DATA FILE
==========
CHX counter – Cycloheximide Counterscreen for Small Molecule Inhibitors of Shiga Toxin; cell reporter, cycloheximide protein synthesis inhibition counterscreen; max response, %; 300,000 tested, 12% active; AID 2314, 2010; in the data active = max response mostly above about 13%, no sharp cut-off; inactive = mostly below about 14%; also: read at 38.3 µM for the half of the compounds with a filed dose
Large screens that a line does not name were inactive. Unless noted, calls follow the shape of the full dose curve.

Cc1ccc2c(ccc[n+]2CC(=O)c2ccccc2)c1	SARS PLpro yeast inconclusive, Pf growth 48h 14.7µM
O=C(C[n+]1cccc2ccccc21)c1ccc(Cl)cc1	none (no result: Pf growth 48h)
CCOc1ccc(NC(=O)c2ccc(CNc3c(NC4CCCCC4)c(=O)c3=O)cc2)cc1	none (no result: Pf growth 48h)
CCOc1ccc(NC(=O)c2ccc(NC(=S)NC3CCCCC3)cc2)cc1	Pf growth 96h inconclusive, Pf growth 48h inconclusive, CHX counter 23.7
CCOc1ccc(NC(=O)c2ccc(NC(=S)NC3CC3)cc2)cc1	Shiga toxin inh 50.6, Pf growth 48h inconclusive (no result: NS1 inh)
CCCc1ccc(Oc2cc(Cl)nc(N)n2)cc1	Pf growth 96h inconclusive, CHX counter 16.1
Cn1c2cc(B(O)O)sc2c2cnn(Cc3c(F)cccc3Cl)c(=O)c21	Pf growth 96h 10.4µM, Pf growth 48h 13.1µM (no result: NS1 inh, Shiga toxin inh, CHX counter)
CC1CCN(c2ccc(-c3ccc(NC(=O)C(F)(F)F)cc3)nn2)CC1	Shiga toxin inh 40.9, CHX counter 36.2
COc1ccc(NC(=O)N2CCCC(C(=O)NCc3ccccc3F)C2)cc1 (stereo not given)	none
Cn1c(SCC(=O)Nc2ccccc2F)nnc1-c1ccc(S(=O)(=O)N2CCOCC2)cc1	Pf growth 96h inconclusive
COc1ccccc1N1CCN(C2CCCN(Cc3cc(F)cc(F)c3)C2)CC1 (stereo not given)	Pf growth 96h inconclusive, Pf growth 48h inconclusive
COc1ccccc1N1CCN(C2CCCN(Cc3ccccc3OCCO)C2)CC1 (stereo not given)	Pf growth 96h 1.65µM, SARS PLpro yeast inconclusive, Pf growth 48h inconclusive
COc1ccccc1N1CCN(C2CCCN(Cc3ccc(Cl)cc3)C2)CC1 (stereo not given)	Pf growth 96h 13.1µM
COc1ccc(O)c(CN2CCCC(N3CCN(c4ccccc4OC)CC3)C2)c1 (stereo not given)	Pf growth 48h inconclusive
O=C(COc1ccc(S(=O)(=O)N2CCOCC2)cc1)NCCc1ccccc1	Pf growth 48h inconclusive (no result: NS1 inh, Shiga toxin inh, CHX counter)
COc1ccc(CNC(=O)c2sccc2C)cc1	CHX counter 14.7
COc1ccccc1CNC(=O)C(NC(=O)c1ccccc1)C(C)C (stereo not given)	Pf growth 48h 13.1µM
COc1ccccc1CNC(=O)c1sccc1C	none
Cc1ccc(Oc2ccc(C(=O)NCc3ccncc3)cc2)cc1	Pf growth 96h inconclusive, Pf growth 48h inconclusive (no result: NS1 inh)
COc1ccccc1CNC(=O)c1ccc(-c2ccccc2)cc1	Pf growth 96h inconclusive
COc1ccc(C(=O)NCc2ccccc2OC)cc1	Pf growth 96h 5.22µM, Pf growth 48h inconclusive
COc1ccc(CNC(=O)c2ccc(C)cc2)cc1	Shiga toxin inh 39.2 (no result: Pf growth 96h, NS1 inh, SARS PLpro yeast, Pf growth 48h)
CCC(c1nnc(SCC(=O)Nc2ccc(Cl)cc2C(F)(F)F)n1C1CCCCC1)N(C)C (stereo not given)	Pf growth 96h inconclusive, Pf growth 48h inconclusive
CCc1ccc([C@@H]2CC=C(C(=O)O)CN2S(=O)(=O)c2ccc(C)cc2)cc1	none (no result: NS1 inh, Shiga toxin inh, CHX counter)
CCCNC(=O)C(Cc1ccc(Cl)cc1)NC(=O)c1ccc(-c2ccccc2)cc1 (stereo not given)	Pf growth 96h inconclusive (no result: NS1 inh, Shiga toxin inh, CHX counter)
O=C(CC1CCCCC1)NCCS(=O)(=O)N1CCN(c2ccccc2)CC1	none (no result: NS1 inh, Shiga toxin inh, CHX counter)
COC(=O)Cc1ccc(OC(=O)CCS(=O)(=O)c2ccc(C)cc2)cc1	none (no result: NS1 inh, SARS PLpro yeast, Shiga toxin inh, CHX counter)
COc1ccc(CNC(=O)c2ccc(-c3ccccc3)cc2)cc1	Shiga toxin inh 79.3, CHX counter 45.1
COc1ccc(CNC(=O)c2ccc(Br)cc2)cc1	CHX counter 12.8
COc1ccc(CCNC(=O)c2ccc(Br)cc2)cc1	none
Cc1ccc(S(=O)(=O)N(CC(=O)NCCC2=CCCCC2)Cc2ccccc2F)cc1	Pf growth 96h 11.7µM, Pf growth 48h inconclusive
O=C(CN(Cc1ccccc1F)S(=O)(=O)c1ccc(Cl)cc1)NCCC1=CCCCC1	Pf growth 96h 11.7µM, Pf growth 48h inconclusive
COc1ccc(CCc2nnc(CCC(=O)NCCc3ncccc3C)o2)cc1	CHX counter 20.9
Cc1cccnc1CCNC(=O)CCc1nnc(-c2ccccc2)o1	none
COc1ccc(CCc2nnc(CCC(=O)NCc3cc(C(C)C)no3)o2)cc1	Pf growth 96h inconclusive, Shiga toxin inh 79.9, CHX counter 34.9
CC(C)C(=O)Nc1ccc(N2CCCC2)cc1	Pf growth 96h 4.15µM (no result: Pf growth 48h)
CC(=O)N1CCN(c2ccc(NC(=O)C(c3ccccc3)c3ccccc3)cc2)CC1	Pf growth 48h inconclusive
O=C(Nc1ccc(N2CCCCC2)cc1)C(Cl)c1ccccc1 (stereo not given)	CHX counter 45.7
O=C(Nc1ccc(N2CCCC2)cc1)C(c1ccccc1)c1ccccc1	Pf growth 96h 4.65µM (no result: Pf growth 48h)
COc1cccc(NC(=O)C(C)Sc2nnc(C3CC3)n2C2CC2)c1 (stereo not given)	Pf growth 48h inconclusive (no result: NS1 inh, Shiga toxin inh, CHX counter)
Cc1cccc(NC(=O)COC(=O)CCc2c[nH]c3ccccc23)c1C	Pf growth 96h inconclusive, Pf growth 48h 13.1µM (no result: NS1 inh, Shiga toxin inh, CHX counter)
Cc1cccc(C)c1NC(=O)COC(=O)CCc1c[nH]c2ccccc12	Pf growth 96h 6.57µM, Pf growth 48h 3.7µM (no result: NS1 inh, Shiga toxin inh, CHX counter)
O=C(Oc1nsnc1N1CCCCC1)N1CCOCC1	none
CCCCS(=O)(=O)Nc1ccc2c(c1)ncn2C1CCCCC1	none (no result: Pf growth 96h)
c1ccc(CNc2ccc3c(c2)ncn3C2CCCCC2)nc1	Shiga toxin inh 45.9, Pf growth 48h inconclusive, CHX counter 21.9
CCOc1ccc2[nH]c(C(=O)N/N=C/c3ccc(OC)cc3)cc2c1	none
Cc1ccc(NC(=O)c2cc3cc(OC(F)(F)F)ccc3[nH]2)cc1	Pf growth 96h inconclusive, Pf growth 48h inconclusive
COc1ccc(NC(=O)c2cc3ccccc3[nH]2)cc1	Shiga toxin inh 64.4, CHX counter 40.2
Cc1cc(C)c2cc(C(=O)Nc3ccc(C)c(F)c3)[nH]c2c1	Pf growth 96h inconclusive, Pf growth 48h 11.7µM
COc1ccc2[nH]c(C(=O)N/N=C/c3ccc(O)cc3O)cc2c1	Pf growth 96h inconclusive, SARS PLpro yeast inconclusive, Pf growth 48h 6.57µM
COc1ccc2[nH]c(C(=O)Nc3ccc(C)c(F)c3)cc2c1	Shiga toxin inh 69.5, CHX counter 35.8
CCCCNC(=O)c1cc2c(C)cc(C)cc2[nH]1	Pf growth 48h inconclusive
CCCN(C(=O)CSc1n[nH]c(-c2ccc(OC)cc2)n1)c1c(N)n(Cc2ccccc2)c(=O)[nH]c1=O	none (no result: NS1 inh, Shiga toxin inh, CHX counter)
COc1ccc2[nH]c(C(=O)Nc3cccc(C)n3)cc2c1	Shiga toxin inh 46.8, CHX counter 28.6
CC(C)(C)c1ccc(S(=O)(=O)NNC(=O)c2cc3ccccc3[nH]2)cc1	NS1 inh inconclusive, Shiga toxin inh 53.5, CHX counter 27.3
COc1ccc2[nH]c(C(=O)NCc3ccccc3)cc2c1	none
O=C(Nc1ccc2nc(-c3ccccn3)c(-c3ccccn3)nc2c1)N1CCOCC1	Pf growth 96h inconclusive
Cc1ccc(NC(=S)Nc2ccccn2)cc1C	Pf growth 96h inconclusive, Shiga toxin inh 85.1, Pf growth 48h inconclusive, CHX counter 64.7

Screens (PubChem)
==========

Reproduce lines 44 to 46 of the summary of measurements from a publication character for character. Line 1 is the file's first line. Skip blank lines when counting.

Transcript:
Cc1cccc(C)c1NC(=O)COC(=O)CCc1c[nH]c2ccccc12	Pf growth 96h 6.57µM, Pf growth 48h 3.7µM (no result: NS1 inh, Shiga toxin inh, CHX counter)
O=C(Oc1nsnc1N1CCCCC1)N1CCOCC1	none
CCCCS(=O)(=O)Nc1ccc2c(c1)ncn2C1CCCCC1	none (no result: Pf growth 96h)